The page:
Today I watched Oliver Stone’s JFK for the first time. As someone with a love of movies who grew up in Dallas, this viewing has without a doubt been a long time coming. And as with any film “based on a true story,” I dove into the fact vs. fiction of the film immediately after the credits rolled.
Sometimes you get a movie like this year’s Best Picture Oscar winner, Spotlight, that largely takes a faithful, restrained approach when it comes to presenting the facts. Other times, you get something like David Fincher’s The Social Network, that takes the “true story” moniker as a suggestion rather than a rule, that uses its source material as heavy inspiration for a work of fiction. After a quick Google search, I can’t say that I can place JFK anywhere in particular on that sliding scale, just that it’s somewhere in between the two. Snippets of reviews from the time of the film’s release often praise the film as a technically brilliant work and a thrilling spectacle, while criticizing it for playing loose with the facts. Nobody ever seems to get into specifically what is wrong with the film, though, which makes me wonder — do we naturally mistrust JFK’s story because of how ridiculous it sounds, because we can’t believe that something so grand and earth-shatteringly crazy could be true? Do we forget that, very often, the truth is stranger than fiction?
Of course, that’s not to say that JFK isn’t riddled with inaccuracies — I simply haven’t done the research to know for sure, and really, I doubt anyone still knows for sure. Kennedy assassination theories aren’t completely hollow and easily misproven, like “Kubrick helped the US government fake the moon landing” or “Elvis and John Lennon and Harambe are all chilling in the Pacific Northwest together.” (That last one was mine.) Although, much like Kennedy himself, the many theories surrounding his death are not bulletproof, either.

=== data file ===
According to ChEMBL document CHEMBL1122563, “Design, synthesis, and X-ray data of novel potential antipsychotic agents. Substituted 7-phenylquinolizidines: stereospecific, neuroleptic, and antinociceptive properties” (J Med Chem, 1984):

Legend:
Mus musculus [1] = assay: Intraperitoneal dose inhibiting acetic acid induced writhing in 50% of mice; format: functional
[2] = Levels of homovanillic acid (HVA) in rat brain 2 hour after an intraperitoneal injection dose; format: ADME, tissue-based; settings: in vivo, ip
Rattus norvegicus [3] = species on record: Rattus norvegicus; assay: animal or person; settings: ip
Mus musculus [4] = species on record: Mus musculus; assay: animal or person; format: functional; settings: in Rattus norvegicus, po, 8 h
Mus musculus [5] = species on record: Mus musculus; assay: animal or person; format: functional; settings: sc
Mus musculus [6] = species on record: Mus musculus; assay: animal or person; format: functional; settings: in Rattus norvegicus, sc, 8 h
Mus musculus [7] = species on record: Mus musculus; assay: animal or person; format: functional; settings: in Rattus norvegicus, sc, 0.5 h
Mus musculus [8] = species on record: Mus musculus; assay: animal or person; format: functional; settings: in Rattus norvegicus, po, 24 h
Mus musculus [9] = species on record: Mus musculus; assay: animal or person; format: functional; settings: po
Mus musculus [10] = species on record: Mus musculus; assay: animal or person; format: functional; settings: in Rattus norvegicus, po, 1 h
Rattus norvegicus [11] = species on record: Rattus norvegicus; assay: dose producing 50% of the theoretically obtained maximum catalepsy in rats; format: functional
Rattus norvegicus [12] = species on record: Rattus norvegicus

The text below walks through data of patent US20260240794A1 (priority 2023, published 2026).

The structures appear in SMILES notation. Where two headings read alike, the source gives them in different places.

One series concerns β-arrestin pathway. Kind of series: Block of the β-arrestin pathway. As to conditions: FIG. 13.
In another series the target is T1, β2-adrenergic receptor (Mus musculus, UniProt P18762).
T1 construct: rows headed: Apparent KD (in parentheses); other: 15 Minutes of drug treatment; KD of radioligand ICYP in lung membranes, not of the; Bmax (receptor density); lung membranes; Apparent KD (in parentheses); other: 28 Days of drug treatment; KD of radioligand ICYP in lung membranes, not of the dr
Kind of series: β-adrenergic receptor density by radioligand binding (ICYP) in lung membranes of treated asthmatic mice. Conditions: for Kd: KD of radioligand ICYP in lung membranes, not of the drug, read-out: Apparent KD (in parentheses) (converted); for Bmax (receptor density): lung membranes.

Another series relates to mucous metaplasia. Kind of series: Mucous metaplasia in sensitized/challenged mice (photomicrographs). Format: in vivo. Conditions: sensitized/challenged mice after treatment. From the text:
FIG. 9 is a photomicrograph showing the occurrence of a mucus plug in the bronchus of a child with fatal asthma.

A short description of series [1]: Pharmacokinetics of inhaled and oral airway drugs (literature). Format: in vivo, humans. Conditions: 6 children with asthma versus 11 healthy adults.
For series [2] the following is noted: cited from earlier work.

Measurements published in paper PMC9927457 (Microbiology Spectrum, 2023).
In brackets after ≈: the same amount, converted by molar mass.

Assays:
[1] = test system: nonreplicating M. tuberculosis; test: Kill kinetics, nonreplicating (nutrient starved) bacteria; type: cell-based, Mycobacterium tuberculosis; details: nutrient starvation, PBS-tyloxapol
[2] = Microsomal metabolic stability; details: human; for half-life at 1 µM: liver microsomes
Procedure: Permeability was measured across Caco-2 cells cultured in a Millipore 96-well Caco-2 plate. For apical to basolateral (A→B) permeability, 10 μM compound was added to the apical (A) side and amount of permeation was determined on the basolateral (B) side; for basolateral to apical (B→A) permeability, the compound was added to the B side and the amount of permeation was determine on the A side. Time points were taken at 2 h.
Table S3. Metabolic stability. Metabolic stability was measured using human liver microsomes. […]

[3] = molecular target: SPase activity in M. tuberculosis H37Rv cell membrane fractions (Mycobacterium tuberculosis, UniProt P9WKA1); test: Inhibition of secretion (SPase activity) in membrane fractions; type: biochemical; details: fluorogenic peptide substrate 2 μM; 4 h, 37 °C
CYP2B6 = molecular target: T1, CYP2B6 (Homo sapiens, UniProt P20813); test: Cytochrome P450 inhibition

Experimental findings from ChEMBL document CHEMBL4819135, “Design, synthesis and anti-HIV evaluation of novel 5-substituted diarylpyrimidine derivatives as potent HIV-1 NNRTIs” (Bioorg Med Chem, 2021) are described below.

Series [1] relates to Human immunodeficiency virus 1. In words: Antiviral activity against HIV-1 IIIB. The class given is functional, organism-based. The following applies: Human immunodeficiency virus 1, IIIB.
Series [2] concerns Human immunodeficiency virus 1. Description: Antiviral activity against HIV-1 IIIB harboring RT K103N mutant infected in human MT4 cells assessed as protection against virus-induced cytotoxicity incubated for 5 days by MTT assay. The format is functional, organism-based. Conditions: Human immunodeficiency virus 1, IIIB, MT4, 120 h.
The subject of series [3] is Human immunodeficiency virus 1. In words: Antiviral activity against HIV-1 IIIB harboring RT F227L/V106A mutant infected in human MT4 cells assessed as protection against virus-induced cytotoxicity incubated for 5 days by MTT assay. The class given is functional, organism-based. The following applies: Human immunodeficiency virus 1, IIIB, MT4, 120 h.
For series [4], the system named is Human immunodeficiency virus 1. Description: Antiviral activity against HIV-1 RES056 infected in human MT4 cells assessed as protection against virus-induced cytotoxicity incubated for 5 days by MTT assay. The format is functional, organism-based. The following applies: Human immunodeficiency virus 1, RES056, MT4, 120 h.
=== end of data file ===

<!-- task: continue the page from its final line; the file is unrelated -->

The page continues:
Anyway, there’s been plenty written about JFK’s assassination already. Maybe too much. So that’s not why I’m here — rather, I’m wondering about the value of truth in narrative arts. The line between faithfully recreating real events and stretching them into falsehoods is dangerously thin.
(Really, I’m sorry about that bulletproof joke. It was almost certainly in poor taste. But when an opportunity for a pun like that comes up, you can’t just refuse that gift from the universe, can you?)
I think most people know not to take The Social Network as gospel when it comes to having a historical understanding of Mark Zuckerberg’s life and personality. It presents itself with a level of dramatics and stylistic flourish that it never appears to be labeling itself as a portrayal of fact. JFK, on the other hand, at many times feels more like a documentary than a drama. Is it irresponsible to present a narrative as such when there are still so many factual unknowns? Heck, even some documentaries have this problem — just look at Searching for Sugar Man, a film whose impact relies completely on the truthfulness of a timeline presented as fact, when in reality the filmmakers chose to omit details so massive that they might as well have lied to the audience’s faces. (I’m being intentionally ambiguous in case anyone reading wants to watch it, since many people still like the film… eh, who am I kidding, nobody reads my blog.) To me, discovering an engaging “true story” narrative to be largely inaccurate after-the-fact is immensely disappointing. This isn’t necessarily because I like to watch movies to get my historical knowledge or form my opinions about the real world, but rather because I want to believe that real life can be just as thrilling, fascinating, and amazing as our greatest fiction.